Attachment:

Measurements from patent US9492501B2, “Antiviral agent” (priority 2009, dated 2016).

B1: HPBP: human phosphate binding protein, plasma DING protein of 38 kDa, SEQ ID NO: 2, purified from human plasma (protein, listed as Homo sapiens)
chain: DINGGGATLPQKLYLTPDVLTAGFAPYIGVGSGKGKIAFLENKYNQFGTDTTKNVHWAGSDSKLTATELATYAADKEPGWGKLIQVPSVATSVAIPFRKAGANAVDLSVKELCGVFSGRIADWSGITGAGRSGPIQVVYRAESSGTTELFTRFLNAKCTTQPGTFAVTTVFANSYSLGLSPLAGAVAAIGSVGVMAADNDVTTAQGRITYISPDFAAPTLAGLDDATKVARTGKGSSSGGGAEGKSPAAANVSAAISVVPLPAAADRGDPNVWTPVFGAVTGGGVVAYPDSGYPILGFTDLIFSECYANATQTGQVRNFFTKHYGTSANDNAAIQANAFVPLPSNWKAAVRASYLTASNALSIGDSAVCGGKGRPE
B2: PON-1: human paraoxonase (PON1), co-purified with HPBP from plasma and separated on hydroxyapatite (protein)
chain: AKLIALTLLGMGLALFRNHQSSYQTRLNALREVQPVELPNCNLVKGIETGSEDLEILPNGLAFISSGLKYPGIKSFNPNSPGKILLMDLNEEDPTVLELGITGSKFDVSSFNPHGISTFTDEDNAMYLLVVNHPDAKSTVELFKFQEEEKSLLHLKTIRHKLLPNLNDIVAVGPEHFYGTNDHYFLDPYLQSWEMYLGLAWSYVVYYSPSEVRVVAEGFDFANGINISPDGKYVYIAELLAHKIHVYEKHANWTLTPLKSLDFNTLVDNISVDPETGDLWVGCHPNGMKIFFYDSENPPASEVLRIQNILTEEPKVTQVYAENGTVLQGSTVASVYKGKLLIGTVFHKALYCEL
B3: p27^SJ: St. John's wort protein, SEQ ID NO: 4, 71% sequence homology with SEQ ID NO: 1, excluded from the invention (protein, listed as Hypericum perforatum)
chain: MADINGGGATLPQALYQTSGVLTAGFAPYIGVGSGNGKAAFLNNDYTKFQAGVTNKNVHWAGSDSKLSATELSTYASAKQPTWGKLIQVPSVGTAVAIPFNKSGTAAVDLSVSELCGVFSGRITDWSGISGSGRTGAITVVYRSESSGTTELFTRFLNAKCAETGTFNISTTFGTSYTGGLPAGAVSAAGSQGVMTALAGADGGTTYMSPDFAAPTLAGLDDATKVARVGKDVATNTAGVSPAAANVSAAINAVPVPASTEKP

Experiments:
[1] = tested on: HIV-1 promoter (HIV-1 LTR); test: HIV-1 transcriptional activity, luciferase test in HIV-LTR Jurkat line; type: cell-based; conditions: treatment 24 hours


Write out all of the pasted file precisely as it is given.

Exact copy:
Measurements from patent US9492501B2, “Antiviral agent” (priority 2009, dated 2016).

B1: HPBP: human phosphate binding protein, plasma DING protein of 38 kDa, SEQ ID NO: 2, purified from human plasma (protein, listed as Homo sapiens)
chain: DINGGGATLPQKLYLTPDVLTAGFAPYIGVGSGKGKIAFLENKYNQFGTDTTKNVHWAGSDSKLTATELATYAADKEPGWGKLIQVPSVATSVAIPFRKAGANAVDLSVKELCGVFSGRIADWSGITGAGRSGPIQVVYRAESSGTTELFTRFLNAKCTTQPGTFAVTTVFANSYSLGLSPLAGAVAAIGSVGVMAADNDVTTAQGRITYISPDFAAPTLAGLDDATKVARTGKGSSSGGGAEGKSPAAANVSAAISVVPLPAAADRGDPNVWTPVFGAVTGGGVVAYPDSGYPILGFTDLIFSECYANATQTGQVRNFFTKHYGTSANDNAAIQANAFVPLPSNWKAAVRASYLTASNALSIGDSAVCGGKGRPE
B2: PON-1: human paraoxonase (PON1), co-purified with HPBP from plasma and separated on hydroxyapatite (protein)
chain: AKLIALTLLGMGLALFRNHQSSYQTRLNALREVQPVELPNCNLVKGIETGSEDLEILPNGLAFISSGLKYPGIKSFNPNSPGKILLMDLNEEDPTVLELGITGSKFDVSSFNPHGISTFTDEDNAMYLLVVNHPDAKSTVELFKFQEEEKSLLHLKTIRHKLLPNLNDIVAVGPEHFYGTNDHYFLDPYLQSWEMYLGLAWSYVVYYSPSEVRVVAEGFDFANGINISPDGKYVYIAELLAHKIHVYEKHANWTLTPLKSLDFNTLVDNISVDPETGDLWVGCHPNGMKIFFYDSENPPASEVLRIQNILTEEPKVTQVYAENGTVLQGSTVASVYKGKLLIGTVFHKALYCEL
B3: p27^SJ: St. John's wort protein, SEQ ID NO: 4, 71% sequence homology with SEQ ID NO: 1, excluded from the invention (protein, listed as Hypericum perforatum)
chain: MADINGGGATLPQALYQTSGVLTAGFAPYIGVGSGNGKAAFLNNDYTKFQAGVTNKNVHWAGSDSKLSATELSTYASAKQPTWGKLIQVPSVGTAVAIPFNKSGTAAVDLSVSELCGVFSGRITDWSGISGSGRTGAITVVYRSESSGTTELFTRFLNAKCAETGTFNISTTFGTSYTGGLPAGAVSAAGSQGVMTALAGADGGTTYMSPDFAAPTLAGLDDATKVARVGKDVATNTAGVSPAAANVSAAINAVPVPASTEKP

Experiments:
[1] = tested on: HIV-1 promoter (HIV-1 LTR); test: HIV-1 transcriptional activity, luciferase test in HIV-LTR Jurkat line; type: cell-based; conditions: treatment 24 hours